And in a reference to Trump's raging on Twitter at Russian Federation over the possibility of strikes, Macron added: "The second thing is that we have also convinced him that he must limit his strikes to chemical weapons, at a time when there was a media furore via tweet, as I'm sure you noticed".
Limiting the strikes to these specific targets was not necessarily Trump's initial plan, Macron said. "We have complete worldwide legitimacy to act in this framework", Macron said in an interview broadcast by BFM TV, RMC radio and Mediapart online news.
French president Emmanuel Macron has claimed that he convinced Donald Trump to keep US forces in Syria "for the long term" during the run-up to air strikes on Syrian weapons sites by French, US and United Kingdom forces on Saturday.
"I assure you, we have convinced him that it is necessary to stay for the long-term", he told veteran journalists Jean-Jacques Bourdin and Edwy Plenel, charged with the two-hour grilling.
While it is unusual for a French president to present himself as driving USA policy on military matters in the Middle East, Macron and Trump have developed a friendly relationship over the past year. Macron invited Trump to assist to Bastille day celebrations a year ago and will travel to Washington on a state visit later this month. "He [Russian president Vladimir Putin] has understood it's not the case any more". "They have not used chlorine themselves but they have methodically built the worldwide community's inability to act through diplomatic channels to stop the use of chemical weapons", he said of Russian Federation.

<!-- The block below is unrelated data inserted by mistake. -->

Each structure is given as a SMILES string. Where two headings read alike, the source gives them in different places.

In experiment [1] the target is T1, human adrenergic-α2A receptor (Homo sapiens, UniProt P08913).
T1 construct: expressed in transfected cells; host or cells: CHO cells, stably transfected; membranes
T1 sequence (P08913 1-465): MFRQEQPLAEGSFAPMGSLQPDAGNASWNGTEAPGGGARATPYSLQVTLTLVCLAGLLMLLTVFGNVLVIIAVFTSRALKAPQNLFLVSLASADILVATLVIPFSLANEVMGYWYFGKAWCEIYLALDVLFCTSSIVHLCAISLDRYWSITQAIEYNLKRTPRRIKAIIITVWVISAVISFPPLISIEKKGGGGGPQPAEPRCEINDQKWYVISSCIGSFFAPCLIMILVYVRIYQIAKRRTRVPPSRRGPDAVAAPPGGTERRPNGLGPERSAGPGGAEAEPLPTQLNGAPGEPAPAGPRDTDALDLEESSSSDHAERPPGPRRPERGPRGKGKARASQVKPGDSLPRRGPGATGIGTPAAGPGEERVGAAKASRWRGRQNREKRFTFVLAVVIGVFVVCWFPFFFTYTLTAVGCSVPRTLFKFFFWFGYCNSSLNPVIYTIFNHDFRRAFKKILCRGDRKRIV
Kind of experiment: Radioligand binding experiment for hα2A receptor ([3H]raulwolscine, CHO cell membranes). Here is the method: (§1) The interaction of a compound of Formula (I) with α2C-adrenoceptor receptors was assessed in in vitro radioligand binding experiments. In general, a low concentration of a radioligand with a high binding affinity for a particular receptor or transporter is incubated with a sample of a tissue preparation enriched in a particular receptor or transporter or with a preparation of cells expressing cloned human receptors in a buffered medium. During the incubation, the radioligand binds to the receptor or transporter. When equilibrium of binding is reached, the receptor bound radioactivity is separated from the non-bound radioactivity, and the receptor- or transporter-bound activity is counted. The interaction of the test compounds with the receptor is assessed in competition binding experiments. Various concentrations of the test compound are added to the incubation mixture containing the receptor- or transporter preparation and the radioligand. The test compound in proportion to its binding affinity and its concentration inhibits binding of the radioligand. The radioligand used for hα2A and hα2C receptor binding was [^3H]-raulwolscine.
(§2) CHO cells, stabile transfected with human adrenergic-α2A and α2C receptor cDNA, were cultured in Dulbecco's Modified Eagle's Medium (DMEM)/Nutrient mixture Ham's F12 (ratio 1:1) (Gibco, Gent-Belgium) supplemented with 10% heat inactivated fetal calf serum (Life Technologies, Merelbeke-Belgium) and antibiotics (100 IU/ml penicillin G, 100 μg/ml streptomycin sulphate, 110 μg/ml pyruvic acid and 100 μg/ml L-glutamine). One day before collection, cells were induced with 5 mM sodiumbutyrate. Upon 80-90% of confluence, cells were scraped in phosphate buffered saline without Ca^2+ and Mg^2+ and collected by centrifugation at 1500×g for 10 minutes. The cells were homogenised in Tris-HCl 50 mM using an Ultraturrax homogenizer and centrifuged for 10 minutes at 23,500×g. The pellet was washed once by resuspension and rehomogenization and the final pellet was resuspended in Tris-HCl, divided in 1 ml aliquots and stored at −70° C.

Alfie Evans' family dealt fresh court blow
Alfie, from Bootle, Merseyside, has been at Alder Hey since December 2016 with an undiagnosed degenerative brain disease. The judge said detail of that plan could not be revealed because Alfie was entitled to privacy at the end of his life.
French President Emmanuel Macron said Sunday that France wants to launch a diplomatic initiative over Syria that would include Turkey, Russia and Western powers.
"These strikes against Syria engage us in a way with unpredictable and potentially dramatic consequences", she warned on Twitter.
But Macron again argued his first major military intervention as president was necessary to send a signal that the use of chemical weapons against civilians would not go unpunished.
Like Trump and British Prime Minister Theresa May, Macron has faced a domestic backlash for striking Syria without consulting the legislature, but he defended the move as well within his constitutional powers.
François Delattre, the French ambassador to the United Nations, said France could not "let the genie of proliferation out of the bottle", adding that Damascus "reached the point of no return" in the April 7th attacks on Ghouta.